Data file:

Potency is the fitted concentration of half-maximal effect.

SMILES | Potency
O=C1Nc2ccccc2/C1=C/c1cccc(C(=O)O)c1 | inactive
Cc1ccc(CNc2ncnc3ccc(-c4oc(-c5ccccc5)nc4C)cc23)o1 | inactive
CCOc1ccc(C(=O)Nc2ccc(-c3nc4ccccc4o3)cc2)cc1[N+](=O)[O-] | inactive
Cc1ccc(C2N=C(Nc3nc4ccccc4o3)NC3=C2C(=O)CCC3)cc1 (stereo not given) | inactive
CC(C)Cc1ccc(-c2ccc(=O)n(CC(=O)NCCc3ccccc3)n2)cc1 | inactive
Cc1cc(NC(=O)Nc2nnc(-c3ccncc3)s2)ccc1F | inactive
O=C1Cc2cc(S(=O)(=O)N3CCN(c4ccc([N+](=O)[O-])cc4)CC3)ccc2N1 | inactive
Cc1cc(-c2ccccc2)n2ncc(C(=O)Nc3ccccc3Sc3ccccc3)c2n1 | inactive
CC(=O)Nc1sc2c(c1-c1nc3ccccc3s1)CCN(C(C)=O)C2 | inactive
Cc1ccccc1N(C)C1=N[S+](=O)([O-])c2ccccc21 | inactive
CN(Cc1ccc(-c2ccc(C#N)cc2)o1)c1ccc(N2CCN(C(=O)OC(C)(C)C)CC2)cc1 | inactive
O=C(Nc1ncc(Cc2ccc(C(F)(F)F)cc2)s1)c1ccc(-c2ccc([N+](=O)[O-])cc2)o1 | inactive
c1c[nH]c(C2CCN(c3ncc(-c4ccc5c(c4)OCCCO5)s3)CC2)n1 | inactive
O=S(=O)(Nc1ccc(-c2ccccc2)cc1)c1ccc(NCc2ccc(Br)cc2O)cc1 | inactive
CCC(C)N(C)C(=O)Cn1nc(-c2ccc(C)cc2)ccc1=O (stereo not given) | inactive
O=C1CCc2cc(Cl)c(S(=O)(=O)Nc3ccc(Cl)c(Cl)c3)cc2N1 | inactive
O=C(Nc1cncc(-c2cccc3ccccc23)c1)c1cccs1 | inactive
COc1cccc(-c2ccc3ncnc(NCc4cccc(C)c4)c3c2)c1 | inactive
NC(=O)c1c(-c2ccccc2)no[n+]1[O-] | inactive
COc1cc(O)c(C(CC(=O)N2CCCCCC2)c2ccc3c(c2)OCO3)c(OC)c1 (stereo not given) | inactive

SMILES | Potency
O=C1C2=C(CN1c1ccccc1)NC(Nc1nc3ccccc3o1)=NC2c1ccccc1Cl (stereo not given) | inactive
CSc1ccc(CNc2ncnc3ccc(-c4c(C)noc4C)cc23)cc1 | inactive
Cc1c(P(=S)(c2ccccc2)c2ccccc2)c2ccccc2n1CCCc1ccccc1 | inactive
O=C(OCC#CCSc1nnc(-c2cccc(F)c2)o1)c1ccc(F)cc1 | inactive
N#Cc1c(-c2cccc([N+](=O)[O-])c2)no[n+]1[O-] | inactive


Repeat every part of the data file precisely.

Potency is the fitted concentration of half-maximal effect.

SMILES | Potency
O=C1Nc2ccccc2/C1=C/c1cccc(C(=O)O)c1 | inactive
Cc1ccc(CNc2ncnc3ccc(-c4oc(-c5ccccc5)nc4C)cc23)o1 | inactive
CCOc1ccc(C(=O)Nc2ccc(-c3nc4ccccc4o3)cc2)cc1[N+](=O)[O-] | inactive
Cc1ccc(C2N=C(Nc3nc4ccccc4o3)NC3=C2C(=O)CCC3)cc1 (stereo not given) | inactive
CC(C)Cc1ccc(-c2ccc(=O)n(CC(=O)NCCc3ccccc3)n2)cc1 | inactive
Cc1cc(NC(=O)Nc2nnc(-c3ccncc3)s2)ccc1F | inactive
O=C1Cc2cc(S(=O)(=O)N3CCN(c4ccc([N+](=O)[O-])cc4)CC3)ccc2N1 | inactive
Cc1cc(-c2ccccc2)n2ncc(C(=O)Nc3ccccc3Sc3ccccc3)c2n1 | inactive
CC(=O)Nc1sc2c(c1-c1nc3ccccc3s1)CCN(C(C)=O)C2 | inactive
Cc1ccccc1N(C)C1=N[S+](=O)([O-])c2ccccc21 | inactive
CN(Cc1ccc(-c2ccc(C#N)cc2)o1)c1ccc(N2CCN(C(=O)OC(C)(C)C)CC2)cc1 | inactive
O=C(Nc1ncc(Cc2ccc(C(F)(F)F)cc2)s1)c1ccc(-c2ccc([N+](=O)[O-])cc2)o1 | inactive
c1c[nH]c(C2CCN(c3ncc(-c4ccc5c(c4)OCCCO5)s3)CC2)n1 | inactive
O=S(=O)(Nc1ccc(-c2ccccc2)cc1)c1ccc(NCc2ccc(Br)cc2O)cc1 | inactive
CCC(C)N(C)C(=O)Cn1nc(-c2ccc(C)cc2)ccc1=O (stereo not given) | inactive
O=C1CCc2cc(Cl)c(S(=O)(=O)Nc3ccc(Cl)c(Cl)c3)cc2N1 | inactive
O=C(Nc1cncc(-c2cccc3ccccc23)c1)c1cccs1 | inactive
COc1cccc(-c2ccc3ncnc(NCc4cccc(C)c4)c3c2)c1 | inactive
NC(=O)c1c(-c2ccccc2)no[n+]1[O-] | inactive
COc1cc(O)c(C(CC(=O)N2CCCCCC2)c2ccc3c(c2)OCO3)c(OC)c1 (stereo not given) | inactive

SMILES | Potency
O=C1C2=C(CN1c1ccccc1)NC(Nc1nc3ccccc3o1)=NC2c1ccccc1Cl (stereo not given) | inactive
CSc1ccc(CNc2ncnc3ccc(-c4c(C)noc4C)cc23)cc1 | inactive
Cc1c(P(=S)(c2ccccc2)c2ccccc2)c2ccccc2n1CCCc1ccccc1 | inactive
O=C(OCC#CCSc1nnc(-c2cccc(F)c2)o1)c1ccc(F)cc1 | inactive
N#Cc1c(-c2cccc([N+](=O)[O-])c2)no[n+]1[O-] | inactive